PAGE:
The race is now truly on for the 2013 general elections in Grenada.
The moment the country was a waiting became clear on Sunday night when Prime Minister Tillman Thomas announced Tuesday, February 19 is the date for the much-anticipated poll that could shape the future of Grenada for the next 15-20 years.
A victory at the polls by the incumbent NDC could see the main opposition New National Party (NNP) in the political doldrums for many years if that party does not restructure and change its modus operandi.
If on the other hand Dr. Keith Mitchell and his party were to win the general elections, it would become another nightmare to remove him from office for a very long time given his thirst for power and his ability to do whatever is possible to hold onto power.
The two parties were able to pull out large crowds at their respective political meetings, NNP at Westerhall in St. David’s and NDC at the Bus Terminal at Sauteurs in St. Patrick’s.
THE NEW TODAY would want to believe that the NDC might have surprised themselves with the massive yellow power that heeded the call following the split in the ranks of the party in recent years.
It is now clear for all to see that the so-called popular leader, the expelled Peter David and his side including Arley Gill, Hamlet Mark, Joseph Gilbert, Glynis Roberts, Chester Humphrey and Lincoln “Torro” Depradine and others were not the persons largely responsible for the thousands who heeded the NDC call and put the party into power in the July 2008 general election.
This claim is nothing but a myth.
When Prime Minister Tillman Thomas stated publicly just over a year ago that he was the biggest asset for Congress and its chances in general election, the pro-David faction laughed and scoffed at him.
This newspaper is convinced beyond a shadow of a doubt that Uncle Tilly was right on target. The likes of Peter David and his former revolutionary comrades would not have been able to convince the Grenadian people that the time had come to put them back into office following the bloody events of October 1983 at Fort Rupert.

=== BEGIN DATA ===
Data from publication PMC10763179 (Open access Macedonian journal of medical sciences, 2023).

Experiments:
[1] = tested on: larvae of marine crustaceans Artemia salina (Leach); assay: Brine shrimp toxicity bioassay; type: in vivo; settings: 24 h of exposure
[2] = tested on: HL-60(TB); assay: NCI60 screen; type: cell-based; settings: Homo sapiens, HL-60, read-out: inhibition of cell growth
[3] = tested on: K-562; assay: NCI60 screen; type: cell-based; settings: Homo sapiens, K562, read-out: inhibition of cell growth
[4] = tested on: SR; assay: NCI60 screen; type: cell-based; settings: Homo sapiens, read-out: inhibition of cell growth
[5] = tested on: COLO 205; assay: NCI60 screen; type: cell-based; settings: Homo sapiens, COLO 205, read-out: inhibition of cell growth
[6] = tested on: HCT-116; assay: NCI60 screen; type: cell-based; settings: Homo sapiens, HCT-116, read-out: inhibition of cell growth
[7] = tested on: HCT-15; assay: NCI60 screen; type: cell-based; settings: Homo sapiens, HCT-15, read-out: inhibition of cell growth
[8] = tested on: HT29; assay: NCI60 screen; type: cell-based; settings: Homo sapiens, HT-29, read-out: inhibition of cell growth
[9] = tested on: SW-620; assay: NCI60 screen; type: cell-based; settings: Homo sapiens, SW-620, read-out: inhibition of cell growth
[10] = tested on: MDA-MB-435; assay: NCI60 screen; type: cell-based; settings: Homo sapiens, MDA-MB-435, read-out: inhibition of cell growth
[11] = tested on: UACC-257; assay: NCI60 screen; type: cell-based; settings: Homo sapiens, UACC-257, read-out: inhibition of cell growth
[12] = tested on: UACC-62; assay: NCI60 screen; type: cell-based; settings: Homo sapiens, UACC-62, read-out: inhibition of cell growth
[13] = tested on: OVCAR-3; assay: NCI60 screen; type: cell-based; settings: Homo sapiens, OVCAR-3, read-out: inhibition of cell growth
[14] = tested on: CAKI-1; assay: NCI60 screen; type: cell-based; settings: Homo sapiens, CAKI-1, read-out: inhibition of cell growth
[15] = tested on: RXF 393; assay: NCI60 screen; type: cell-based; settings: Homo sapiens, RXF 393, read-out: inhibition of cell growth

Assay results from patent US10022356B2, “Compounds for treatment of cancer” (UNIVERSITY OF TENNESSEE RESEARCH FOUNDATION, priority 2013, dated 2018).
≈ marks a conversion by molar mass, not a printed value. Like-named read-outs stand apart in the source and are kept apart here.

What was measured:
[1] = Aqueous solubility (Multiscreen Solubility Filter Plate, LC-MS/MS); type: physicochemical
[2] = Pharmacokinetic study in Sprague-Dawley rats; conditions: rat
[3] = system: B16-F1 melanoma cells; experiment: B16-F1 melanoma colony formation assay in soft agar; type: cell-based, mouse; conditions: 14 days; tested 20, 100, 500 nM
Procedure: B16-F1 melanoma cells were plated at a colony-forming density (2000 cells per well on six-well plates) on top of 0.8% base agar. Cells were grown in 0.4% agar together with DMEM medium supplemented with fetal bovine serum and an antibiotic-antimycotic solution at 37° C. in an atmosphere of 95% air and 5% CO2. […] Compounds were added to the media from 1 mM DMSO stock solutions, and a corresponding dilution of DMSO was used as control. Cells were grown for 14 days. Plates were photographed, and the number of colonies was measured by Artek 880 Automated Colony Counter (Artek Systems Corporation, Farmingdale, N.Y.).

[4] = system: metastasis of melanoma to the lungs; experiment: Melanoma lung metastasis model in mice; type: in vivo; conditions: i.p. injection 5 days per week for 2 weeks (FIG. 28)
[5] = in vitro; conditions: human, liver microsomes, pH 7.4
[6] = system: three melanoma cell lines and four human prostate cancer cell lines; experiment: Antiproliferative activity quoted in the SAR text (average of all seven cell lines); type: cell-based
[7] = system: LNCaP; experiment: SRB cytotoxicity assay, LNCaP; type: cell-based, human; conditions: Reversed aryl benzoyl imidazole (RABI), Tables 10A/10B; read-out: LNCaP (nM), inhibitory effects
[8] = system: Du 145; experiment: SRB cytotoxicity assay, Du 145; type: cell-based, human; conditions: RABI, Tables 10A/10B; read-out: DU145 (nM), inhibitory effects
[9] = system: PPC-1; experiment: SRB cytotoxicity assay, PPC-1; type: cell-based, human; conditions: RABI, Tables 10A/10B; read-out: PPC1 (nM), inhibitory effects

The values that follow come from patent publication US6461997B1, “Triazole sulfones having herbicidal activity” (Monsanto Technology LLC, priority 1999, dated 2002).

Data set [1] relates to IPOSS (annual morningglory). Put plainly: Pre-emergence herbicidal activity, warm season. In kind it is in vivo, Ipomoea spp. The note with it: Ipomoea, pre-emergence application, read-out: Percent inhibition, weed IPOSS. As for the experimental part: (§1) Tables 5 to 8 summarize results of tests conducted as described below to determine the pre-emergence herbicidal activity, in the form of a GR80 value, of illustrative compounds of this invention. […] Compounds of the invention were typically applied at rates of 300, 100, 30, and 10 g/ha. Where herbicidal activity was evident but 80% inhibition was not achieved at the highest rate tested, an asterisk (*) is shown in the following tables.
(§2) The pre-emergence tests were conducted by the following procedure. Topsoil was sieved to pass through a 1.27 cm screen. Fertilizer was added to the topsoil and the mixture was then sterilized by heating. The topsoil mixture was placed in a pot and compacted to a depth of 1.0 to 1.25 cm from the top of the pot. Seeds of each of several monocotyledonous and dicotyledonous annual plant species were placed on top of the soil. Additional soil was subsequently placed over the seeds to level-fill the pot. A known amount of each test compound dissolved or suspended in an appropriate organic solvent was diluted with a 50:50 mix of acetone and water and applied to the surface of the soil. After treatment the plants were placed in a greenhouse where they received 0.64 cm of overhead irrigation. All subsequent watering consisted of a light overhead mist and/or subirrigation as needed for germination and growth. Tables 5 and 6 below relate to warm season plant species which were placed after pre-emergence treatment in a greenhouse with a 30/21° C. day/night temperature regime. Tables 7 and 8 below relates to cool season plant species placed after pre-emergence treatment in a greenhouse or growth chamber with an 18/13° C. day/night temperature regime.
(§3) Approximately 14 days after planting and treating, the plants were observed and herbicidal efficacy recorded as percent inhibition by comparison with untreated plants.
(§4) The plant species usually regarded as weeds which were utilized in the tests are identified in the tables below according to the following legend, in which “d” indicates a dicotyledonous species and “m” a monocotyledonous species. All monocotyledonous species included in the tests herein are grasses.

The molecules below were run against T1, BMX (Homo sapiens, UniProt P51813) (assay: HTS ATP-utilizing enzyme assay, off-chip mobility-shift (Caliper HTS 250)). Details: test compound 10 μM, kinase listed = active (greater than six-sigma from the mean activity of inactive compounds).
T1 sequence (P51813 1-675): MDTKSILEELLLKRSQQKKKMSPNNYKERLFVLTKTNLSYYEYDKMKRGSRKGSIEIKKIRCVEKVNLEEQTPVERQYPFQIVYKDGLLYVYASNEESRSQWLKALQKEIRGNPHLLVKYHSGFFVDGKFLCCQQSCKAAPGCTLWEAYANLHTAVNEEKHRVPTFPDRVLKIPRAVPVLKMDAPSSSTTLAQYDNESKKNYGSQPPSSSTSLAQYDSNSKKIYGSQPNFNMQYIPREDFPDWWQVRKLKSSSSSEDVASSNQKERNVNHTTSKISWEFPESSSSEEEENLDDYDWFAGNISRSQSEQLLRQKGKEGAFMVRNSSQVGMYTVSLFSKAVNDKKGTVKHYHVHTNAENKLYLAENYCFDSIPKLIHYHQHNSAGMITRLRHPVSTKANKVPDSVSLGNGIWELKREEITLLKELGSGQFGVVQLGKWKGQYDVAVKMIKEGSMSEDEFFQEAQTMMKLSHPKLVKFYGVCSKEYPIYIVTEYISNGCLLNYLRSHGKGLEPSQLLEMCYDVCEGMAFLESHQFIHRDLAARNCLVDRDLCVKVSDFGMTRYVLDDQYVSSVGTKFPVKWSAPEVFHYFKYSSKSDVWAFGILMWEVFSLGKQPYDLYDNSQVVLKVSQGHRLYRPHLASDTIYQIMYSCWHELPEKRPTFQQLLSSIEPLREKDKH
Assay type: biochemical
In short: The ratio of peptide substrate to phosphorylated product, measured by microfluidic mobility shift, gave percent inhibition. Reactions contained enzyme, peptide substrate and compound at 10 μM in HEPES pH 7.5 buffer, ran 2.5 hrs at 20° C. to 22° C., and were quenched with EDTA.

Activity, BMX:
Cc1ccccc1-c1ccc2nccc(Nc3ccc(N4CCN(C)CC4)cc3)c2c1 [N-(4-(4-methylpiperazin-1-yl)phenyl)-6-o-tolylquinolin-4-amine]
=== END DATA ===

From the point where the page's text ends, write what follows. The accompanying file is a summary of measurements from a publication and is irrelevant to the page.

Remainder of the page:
The NNP will only win the February 19 poll if the Grenadian people decide to abandon Tillman Thomas and NDC and to bring back Keith Mitchell as the Prime Minister because of what he stands for in terms of the path for development of the country.
Without Uncle Tilly, the current NDC will stand not a chance in the next four weeks. Once he is on board with Congress and leads the party into the elections then the race is truly on as it is at the moment.
The next two weeks would be crucial for either party in their hopes of convincing the electorate that they have the better plans and policies to take Grenada to the next level.
The decision could hinge on the Election Day machinery that is put in place by both the NDC and NNP to get the people to the polls and cast ballots in their favour.
If anyone of them were to falter then the other who execute well will be in the best position to take advantage of the situation and move ahead to win the election.
This newspaper senses that the NDC camp was bolstered by Sunday’s turn out of its supporters, which sent a clear message to the NNP that the party means business with this election and will not be a push over on February 19.
As the country moves closer to the Day of Decision, everything must be done to ensure that the process is free and fair and all recognized political parties are allowed to participate and given an even chance to put forward their views to the electorate.
The Grenada Chamber of Industry and Commerce (GCIC) and the Grenada Hotel & Tourism Association (GHTA) will have to invite not only Prime
Minister Thomas and Dr. Mitchell to the debate among Political Leaders but also two others – Glynis Roberts of the National United Front
(NUF) and Michael Baptiste of the Grenada United Labour Party (GULP).
The two of them can lay claim with some justification to be included in the debate among the major contenders.
Mr. Baptiste is representing a party that has won several elections in this country, although not in recent times while Mrs. Roberts can claim with some justification on behalf of NUF that prior to the dissolution of Parliament, she was her party’s representative in the law-making assembly.
The country needs to hear what the GULP is seeking to offer to the
electorate and likewise the platform of NUF despite being only a few months old.
If none of the two major parties secure a majority of the seats, and either NUF or GULP won seats – who will they likely join to form a coalition government for the country?
No one can say for sure who Mrs. Roberts might be prepared to support while Mr. Baptiste might be more inclined to get involved in NDC as the lesser of the two evils.
It is doubtful that Mr. Baptiste will want to walk again in the same corridors of power with the NNP Leader, Dr. Keith Mitchell given their love-hate relationship in recent years.
THE NEW TODAY would like to use this opportunity to appeal to the parties and their supporters to refrain from engaging in activities that can have the effect of damaging the country’s image in their quest to lay their hands on the seat of power and to always think of Grenada.